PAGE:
Increasing tardies, unexcused absences result in punishments

November 19, 2021 — by Andrew Lin
Photo by Andrew Lin
The administration is considering bringing detentions back in response to students arriving late to class.

Amid concerns about suddenly increasing tardiness and unexcused absences, the administration is considering assigning detentions and Saturday schools if the situation does not improve. 

Already, the administration has rolled out a community service program known as “Treasure Toga.” Students with more than 10 tardies can pick up garbage for after school on select days, with every 2 hours making up 10 tardies at a time.

As of Nov. 16, over 200 students, or 15% of students, have five or more unexcused tardies or three or more unexcused absences, an increase from 28 students in mid-October.

Assistant principal Brian Thompson said most tardies were given to students who were late to class after a passing period, as opposed to being late to their first class of the day. According to the administration, this is due to students standing around during passing periods and only heading to class at the last minute.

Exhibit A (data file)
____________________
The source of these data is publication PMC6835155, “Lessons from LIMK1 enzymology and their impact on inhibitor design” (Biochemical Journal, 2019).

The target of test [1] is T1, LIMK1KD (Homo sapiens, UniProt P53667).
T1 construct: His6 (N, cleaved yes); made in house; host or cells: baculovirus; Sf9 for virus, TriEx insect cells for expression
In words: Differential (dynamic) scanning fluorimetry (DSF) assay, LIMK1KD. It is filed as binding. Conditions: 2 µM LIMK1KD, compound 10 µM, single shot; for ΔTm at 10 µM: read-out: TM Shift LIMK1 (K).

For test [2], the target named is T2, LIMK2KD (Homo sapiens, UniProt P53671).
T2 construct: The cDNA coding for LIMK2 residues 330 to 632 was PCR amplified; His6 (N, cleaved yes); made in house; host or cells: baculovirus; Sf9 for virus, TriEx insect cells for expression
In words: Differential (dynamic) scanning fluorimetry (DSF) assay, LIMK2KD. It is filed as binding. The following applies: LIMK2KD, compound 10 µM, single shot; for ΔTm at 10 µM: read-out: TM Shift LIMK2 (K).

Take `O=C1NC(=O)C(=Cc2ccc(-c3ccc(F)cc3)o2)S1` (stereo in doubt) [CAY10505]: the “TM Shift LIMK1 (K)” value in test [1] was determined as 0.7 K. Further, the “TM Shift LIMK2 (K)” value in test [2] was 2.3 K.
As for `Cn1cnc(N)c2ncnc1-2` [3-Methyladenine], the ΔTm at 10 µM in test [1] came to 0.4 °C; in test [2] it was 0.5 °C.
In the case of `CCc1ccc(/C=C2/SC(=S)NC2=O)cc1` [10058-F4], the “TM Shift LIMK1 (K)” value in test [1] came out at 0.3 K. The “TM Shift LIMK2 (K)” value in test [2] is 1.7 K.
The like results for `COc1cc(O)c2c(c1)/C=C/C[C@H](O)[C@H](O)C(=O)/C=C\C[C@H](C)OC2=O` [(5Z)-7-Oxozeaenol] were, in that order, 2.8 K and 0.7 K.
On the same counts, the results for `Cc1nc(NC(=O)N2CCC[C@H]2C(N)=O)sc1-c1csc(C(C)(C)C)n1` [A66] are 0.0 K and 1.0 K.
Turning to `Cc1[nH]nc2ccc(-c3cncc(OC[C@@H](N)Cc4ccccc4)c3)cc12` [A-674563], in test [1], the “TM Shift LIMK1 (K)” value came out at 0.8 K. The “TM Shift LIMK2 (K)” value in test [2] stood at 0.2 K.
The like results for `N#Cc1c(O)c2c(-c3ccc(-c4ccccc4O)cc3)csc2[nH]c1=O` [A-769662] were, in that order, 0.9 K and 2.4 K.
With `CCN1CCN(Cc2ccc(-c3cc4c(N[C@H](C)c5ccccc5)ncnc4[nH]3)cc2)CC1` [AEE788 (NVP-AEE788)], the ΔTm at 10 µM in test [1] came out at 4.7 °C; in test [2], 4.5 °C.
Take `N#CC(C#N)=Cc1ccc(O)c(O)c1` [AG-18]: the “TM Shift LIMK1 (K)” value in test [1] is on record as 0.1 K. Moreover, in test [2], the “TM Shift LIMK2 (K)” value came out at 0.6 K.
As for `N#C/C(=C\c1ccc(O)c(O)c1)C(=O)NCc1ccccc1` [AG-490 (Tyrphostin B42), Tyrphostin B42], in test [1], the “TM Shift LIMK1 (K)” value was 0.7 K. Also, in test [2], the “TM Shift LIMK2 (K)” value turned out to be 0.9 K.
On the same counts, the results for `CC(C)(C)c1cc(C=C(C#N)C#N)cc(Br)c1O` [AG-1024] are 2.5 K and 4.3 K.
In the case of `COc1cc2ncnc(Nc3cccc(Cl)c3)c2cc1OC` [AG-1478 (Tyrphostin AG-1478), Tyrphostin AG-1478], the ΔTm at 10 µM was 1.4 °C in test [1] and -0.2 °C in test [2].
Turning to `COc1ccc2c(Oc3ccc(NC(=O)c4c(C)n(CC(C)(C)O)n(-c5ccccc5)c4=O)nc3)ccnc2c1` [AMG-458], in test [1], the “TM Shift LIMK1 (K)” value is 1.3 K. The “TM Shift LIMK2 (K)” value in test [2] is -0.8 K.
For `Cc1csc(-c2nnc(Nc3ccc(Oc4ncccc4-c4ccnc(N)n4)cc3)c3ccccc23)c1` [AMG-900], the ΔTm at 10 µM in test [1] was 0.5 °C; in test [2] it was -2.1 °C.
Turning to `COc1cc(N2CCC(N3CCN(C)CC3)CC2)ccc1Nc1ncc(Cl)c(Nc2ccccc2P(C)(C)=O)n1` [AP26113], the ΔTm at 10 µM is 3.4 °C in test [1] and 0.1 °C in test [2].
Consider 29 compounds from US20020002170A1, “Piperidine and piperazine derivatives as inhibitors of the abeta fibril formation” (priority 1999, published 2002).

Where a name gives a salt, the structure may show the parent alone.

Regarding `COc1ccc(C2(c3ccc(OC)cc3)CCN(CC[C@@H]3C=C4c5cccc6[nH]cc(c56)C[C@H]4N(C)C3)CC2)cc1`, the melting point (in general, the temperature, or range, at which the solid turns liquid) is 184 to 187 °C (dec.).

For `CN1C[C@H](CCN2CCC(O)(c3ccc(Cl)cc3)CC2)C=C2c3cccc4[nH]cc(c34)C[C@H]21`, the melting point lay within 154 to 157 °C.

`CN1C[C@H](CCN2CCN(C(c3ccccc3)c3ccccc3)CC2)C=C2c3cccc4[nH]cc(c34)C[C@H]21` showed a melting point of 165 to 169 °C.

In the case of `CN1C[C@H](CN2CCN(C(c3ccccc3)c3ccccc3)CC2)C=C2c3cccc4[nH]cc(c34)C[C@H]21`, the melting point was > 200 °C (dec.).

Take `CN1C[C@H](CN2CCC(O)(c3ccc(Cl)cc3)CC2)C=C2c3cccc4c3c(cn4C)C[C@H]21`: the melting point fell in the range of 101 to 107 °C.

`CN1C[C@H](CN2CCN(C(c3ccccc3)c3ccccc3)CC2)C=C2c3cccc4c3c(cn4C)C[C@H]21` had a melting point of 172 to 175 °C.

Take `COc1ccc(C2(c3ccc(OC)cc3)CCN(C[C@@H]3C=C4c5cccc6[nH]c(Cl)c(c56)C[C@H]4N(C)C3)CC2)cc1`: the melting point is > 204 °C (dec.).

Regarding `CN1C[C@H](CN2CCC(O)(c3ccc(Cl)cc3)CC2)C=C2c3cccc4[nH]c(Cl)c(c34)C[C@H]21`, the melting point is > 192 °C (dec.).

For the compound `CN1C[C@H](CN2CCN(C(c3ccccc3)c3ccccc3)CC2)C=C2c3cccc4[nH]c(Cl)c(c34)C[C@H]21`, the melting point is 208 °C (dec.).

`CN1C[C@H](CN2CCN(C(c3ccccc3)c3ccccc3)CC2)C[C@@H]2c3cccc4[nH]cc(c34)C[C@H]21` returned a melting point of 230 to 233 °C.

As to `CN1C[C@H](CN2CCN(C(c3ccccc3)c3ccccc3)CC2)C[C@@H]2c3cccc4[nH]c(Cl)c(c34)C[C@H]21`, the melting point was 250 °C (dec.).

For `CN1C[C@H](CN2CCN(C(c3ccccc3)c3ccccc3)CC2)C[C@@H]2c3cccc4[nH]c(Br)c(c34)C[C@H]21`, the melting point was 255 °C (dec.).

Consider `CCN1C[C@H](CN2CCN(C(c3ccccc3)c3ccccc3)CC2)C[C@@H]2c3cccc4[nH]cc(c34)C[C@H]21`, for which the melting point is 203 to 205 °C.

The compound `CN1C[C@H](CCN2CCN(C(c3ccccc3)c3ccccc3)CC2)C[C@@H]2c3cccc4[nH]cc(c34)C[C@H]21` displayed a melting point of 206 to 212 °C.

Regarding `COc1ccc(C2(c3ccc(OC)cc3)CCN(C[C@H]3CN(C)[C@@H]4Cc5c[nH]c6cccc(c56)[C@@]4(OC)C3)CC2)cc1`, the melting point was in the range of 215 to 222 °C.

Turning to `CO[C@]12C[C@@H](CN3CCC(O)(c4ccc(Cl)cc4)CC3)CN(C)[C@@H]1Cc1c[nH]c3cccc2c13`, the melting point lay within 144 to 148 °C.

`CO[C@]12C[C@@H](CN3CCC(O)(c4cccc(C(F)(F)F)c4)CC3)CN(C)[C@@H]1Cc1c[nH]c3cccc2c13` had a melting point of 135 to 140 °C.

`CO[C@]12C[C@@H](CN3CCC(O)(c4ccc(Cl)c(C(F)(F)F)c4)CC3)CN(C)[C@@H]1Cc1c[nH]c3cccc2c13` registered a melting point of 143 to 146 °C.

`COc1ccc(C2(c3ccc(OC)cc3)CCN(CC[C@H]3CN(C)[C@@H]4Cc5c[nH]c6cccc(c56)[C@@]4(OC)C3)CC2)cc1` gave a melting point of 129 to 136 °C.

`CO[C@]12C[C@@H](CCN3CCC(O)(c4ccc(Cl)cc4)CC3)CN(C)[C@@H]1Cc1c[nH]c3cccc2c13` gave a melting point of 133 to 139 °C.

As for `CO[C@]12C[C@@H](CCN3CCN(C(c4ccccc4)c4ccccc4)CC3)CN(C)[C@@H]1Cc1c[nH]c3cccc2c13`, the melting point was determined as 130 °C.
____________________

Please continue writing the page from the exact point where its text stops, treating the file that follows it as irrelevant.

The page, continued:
“Tardies, especially with 10-minute passing periods, really just are about our students not respecting their classmates, not respecting their teachers and not making it a priority to get to class on time,” Thompson said. 

Though principal Greg Louie is not an enthusiastic supporter of detentions, he “may not have a choice in the matter if students don’t improve their attendance.” When detentions are re-introduced, the administration will try to make them as inconvenient as possible, to encourage students to change their behaviors. This may include not allowing cell phone use and even prohibiting doing homework during detention. 

“If students don’t take the mature approach about getting to classes on time and making sure that absences are excused, we’re going to run out of options,” Louie said. “Ultimately, we’re trying to treat all our students like young adults.”

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